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In the vast landscape of mathematical symbols, the** “greater than or equal to”** sign **(≥)** stands as a powerful tool to denote inclusivity and range. When transposed onto a number line, this seemingly simple concept takes on a visual dimension, making abstract comparisons tangible and easy to comprehend.

In this article, we will embark on a journey through the realm of **≥,** exploring its nuances and significance as it manifests on the number line.

**Defining Greater Than or Equal to on a Number Line**

On a number line, the symbol **“greater than or equal to”** **(denoted as ****≥****)** signifies that a number, located at a particular point, is either greater than another specific number or exactly equal to it.

In visual terms, when a value $a$ is** “greater than or equal to”** a value $b$, the point representing $a$ lies to the right of or coincides with the point for $b$. Often, this relationship is indicated with a closed circle at the point representing $b$ and a line or arrow extending to the right, showing that all numbers in that direction, including $b$, satisfy the condition **$a≥b$****.** This visual representation aids in quickly grasping the relative positions and values of numbers in relation to one another.

**Example**

Solve the compound inequality: $2≤x+1≤5$

### Solution

Subtract 1 from all parts: $1≤x≤4$

On a number line, this is represented by a closed dot at 1, a closed dot at 4, and a solid line connecting them, indicating all numbers in the inclusive range [1, 4].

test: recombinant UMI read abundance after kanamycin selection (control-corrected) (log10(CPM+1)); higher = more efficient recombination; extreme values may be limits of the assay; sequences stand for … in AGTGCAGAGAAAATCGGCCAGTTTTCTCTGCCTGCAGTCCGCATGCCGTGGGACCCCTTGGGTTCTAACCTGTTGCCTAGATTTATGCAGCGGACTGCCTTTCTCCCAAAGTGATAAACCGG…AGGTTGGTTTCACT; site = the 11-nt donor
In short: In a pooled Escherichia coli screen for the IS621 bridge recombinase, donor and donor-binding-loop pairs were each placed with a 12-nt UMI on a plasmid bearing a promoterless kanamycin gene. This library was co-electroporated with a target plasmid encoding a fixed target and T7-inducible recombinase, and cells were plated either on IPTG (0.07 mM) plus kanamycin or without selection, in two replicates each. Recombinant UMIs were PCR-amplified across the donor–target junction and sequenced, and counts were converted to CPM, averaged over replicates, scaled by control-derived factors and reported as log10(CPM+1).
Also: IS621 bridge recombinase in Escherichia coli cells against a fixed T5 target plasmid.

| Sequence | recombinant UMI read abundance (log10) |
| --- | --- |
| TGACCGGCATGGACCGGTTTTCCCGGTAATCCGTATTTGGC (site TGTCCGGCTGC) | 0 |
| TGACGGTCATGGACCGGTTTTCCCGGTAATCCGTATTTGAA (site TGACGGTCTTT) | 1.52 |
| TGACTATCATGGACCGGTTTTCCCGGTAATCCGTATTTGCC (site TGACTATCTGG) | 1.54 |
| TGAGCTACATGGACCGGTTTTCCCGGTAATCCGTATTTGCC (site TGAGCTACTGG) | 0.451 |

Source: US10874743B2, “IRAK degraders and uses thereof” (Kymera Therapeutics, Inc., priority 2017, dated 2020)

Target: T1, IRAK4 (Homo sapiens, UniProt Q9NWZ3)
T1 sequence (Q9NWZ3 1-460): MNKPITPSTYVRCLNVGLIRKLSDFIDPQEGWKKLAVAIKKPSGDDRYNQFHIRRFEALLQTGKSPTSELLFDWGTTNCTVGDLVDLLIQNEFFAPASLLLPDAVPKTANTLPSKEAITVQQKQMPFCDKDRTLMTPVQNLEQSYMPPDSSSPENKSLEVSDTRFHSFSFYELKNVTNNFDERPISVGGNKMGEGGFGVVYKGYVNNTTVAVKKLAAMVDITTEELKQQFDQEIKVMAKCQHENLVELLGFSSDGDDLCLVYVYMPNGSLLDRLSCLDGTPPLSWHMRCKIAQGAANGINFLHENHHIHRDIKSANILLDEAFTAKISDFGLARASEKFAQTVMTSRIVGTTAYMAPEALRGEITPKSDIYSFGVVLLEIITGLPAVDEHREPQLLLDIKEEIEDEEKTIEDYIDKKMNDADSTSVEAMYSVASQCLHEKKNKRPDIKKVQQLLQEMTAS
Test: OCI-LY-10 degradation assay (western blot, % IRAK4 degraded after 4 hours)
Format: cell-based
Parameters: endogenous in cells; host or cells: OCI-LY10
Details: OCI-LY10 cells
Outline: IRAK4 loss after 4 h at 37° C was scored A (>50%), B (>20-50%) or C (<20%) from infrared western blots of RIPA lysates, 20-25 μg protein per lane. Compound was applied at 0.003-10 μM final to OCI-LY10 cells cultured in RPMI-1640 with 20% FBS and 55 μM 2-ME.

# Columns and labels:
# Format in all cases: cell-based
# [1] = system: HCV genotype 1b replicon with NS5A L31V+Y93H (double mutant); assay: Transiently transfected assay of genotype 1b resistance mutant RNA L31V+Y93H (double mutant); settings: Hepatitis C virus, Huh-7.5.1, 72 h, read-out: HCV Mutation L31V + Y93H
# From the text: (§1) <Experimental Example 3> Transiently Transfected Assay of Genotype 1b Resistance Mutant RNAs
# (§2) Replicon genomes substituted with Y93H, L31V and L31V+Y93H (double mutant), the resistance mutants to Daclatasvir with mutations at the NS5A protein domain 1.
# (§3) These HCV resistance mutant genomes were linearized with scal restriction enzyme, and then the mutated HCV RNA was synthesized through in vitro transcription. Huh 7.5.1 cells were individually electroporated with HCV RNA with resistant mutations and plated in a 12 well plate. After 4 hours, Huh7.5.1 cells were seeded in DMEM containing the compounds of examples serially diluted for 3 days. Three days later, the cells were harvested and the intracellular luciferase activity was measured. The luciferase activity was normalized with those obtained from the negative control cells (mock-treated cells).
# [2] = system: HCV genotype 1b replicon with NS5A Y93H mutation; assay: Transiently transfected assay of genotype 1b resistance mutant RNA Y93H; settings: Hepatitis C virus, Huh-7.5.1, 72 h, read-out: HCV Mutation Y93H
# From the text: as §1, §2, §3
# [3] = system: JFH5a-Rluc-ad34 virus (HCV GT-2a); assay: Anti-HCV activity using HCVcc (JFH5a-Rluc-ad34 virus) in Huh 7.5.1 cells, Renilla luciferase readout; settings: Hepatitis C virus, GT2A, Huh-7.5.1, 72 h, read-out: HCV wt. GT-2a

Figure-1.

**Properties**

The **“greater than or equal to”** symbol, represented as **≥,** is a partial order relation on the real numbers. When visualized on a number line, this relation and its properties become evident. Let’s delve into these properties in the context of the number line:

**Reflexivity:**- Every number is
**greater than or equal to**itself. Mathematically, for any number $a$,**$a≥a$**. On a number line, this can be visualized as a point lying on itself.

- Every number is
**Antisymmetry:**- If $a$ is
**greater than or equal to**$b$ and $b$ is**greater than or equal to**$a$, then $a$ must be equal to $b$. Mathematically, if $a≥b$ and**$b≥a$,**then $a=b$. This means that on a number line, the points representing $a$ and $b$ coincide.

- If $a$ is
**Transitivity:**- If $a$ is
**greater than or equal to**$b$, and $b$ is**greater than or equal to**$c$, then $a$ is also**greater than or equal to**$c$. Mathematically, if**$a≥b$**and**$b≥c$**, then**$a≥c$**. On a number line, if $a$ lies to the right of $b$ and $b$ lies to the right of $c$, then $a$ will also lie to the right of $c$.

- If $a$ is
**Addition and Subtraction Property:**- If
**$a≥b$**, then**$a+c≥b+c$**and**$a−c≥b−c$**for any real number $c$. When you add or subtract a constant value to both numbers, their relative positions on the number line with respect to**“greater than or equal to”**don’t change.

- If
**Multiplication Property:**- If
**$a≥b$**and $c>0$, then $ac≥bc$. If you multiply both sides of an inequality by a positive number, the inequality direction remains unchanged. - However, if
**$a≥b$**and $c<0$, then $ac≤bc$. If you multiply both sides of an inequality by a negative number, the direction of the inequality flips. On a number line, this means the order of $a$ and $b$ will switch with respect to the origin when multiplied by a negative value.